• A lurking variable (confounding factor or variable, or simply a confound or confounder) is a "hidden" variable in a statistical or research model that affects the variables in question but is not known or acknowledged, and thus (potentially) distorts the resulting data. This hidden third variable causes the two measured variables to falsely appear to be in a causal relation. Such a relation between two observed variables is termed a spurious relationship. An experiment that fails to take a confounding variable into account is said to have poor internal validity.

      For example, ice cream consumption and murder rates are highly correlated. Now, does ice cream incite murder or does murder increase the demand for ice cream? Neither: they are joint effects of a common cause or lurking variable, namely, hot weather. Another look at the sample shows that it failed to account for the time of year, including the fact that both rates rise in the summertime.

      In statistical experimental design, attempts are made to remove lurking variables such as the placebo effect from the experiment. Because we can never be certain that observational data are not hiding a lurking variable that influences both x and y, it is never safe to conclude that a linear model demonstrates a causal relationship with 100% certainty, no matter how strong the linear association.


  • (MacKinnon & Luecken. 2008) ⇒ David P. MacKinnon and Linda J. Luecken. (2008). “How and for Whom? Mediation and Moderation in Health Psychology.” In: Health Psychology, 27(2 Suppl):S99. [ doi:10.1037/0278-6133.27.2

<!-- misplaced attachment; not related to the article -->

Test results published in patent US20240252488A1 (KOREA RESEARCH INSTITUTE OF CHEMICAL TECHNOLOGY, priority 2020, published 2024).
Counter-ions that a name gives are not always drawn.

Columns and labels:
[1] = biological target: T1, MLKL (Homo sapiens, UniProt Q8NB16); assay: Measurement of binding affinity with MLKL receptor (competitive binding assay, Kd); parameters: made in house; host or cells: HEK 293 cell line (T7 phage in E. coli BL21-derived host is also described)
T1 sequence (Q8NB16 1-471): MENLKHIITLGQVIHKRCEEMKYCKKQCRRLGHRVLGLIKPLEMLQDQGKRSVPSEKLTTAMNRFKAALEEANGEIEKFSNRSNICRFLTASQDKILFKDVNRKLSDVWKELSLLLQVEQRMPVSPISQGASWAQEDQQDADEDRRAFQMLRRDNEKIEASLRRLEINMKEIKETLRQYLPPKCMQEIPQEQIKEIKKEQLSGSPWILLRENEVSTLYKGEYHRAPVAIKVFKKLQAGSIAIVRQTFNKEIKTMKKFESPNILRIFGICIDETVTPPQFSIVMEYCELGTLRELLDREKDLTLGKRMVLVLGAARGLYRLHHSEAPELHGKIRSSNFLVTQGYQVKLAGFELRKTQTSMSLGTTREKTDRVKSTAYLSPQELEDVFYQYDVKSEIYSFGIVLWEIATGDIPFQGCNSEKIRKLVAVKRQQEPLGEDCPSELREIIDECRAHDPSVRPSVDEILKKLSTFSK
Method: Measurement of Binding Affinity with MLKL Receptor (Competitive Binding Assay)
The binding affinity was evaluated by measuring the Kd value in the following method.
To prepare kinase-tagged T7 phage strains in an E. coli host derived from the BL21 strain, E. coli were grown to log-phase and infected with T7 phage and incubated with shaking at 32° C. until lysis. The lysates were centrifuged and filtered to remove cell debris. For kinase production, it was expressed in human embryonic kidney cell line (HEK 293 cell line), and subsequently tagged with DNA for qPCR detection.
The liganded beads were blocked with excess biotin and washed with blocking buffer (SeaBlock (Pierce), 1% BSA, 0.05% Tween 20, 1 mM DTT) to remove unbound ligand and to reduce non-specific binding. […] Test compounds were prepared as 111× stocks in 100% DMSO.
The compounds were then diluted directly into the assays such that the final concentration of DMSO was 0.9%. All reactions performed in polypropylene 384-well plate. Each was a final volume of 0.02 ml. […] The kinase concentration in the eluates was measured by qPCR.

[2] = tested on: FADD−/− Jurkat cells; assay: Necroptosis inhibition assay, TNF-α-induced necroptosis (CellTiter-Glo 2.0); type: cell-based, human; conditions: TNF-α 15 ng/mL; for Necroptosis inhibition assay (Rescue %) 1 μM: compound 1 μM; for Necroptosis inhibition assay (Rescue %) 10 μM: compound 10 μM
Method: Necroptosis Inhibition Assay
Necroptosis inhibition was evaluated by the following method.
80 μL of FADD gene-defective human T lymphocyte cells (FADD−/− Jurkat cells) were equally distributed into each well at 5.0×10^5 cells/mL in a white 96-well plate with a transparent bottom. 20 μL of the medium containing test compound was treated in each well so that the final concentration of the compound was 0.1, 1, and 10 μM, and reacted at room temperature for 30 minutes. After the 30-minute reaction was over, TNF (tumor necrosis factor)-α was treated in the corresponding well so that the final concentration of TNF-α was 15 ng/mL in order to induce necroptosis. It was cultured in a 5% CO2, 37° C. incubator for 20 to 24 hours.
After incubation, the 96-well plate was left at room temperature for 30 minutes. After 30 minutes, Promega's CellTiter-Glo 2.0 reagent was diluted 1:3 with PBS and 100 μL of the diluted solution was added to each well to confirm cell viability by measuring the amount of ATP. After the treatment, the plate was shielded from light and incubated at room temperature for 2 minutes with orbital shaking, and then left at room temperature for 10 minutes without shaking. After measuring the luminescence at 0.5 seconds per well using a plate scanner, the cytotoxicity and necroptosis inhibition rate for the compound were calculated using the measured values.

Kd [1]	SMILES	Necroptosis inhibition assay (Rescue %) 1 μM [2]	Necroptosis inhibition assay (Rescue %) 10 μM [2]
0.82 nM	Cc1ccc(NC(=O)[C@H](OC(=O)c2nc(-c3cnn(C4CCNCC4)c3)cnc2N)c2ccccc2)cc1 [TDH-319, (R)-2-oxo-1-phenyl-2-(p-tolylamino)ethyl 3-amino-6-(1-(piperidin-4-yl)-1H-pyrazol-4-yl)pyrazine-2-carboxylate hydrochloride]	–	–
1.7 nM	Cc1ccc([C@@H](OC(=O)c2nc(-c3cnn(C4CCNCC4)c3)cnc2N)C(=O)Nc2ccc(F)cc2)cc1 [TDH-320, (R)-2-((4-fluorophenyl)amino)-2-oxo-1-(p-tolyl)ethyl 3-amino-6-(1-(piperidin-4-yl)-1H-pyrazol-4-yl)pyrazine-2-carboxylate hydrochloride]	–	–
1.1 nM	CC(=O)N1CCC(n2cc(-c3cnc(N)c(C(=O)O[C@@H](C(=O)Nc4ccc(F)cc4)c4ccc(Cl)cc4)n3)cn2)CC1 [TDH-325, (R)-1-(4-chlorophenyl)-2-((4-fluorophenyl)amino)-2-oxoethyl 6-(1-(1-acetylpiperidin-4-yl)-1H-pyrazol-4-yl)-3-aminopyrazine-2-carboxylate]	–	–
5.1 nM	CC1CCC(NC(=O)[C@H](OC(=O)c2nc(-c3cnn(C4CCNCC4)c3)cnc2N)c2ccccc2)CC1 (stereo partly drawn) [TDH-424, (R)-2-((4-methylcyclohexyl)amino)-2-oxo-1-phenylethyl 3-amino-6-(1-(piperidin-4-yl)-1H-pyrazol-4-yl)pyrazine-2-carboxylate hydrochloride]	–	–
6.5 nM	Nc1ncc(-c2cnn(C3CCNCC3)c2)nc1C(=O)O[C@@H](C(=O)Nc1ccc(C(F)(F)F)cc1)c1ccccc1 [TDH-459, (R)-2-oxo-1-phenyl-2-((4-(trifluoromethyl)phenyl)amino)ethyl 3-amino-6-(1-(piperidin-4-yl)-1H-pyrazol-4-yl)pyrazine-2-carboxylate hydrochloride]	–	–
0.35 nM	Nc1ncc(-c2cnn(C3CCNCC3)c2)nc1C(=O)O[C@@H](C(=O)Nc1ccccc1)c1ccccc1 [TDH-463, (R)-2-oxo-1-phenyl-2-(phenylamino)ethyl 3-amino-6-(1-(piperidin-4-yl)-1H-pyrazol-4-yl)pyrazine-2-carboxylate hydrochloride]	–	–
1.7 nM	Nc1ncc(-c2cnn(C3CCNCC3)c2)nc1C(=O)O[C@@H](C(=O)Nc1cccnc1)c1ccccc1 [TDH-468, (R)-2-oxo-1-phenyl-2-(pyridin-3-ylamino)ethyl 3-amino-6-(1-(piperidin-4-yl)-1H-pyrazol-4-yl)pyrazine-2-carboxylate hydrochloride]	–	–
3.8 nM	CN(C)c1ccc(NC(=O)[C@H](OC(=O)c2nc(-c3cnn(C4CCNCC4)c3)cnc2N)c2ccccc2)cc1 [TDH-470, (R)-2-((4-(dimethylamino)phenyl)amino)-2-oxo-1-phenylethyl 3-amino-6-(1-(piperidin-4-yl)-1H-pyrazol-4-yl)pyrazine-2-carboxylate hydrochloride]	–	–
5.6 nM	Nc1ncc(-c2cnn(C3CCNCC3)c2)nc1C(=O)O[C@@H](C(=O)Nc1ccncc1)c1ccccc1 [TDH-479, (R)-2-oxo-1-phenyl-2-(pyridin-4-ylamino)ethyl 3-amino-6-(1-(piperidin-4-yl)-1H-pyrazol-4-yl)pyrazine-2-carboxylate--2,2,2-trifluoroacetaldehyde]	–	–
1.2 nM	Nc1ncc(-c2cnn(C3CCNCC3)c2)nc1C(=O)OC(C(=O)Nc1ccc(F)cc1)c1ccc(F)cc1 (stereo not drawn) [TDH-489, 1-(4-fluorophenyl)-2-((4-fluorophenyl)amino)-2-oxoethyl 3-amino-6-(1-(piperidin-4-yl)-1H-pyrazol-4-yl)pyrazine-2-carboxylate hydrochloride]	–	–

• QUOTE: There are two other types of variables that are relevant to discussion of third-variable effects, and that are often confused with mediators or moderators: confounding variables and covariates. A confounding variable is one that changes the relation between an independent and dependent variable because it is related to both variables, but is not theoretically in a causal sequence between the independent and dependent variable. When considering whether a variable is a mediator or a confound, the presumed presence or lack of a causal mediation relation should be taken into account. Confounders explain a significant relation between the independent and dependent variable by a third variable that predicts both variables, whereas a mediator explains a relation between variables because it is intermediate in a causal sequence. Age, gender, and income are often included in statistical models because of their potential to act as confounding variables. For example, due to its significant associations with both their IV and DV, Surtees, Wainwright, Luben, Khaw, and Day (2006) evaluate participant age as a potential confound of the relation between personal mastery and all-cause mortality. However, the relation did not change, suggesting that age was not a confound that would explain the observed association between mastery and mortality. … One other type of third variable is a covariate, which has a relation with one or both of the independent and dependent variables, but does not appreciably change the relation between an independent and dependent variable when included in a statistical analysis. Covariates are generally not of theoretical interest, but are often included in a model to explain additional variability in a dependent variable.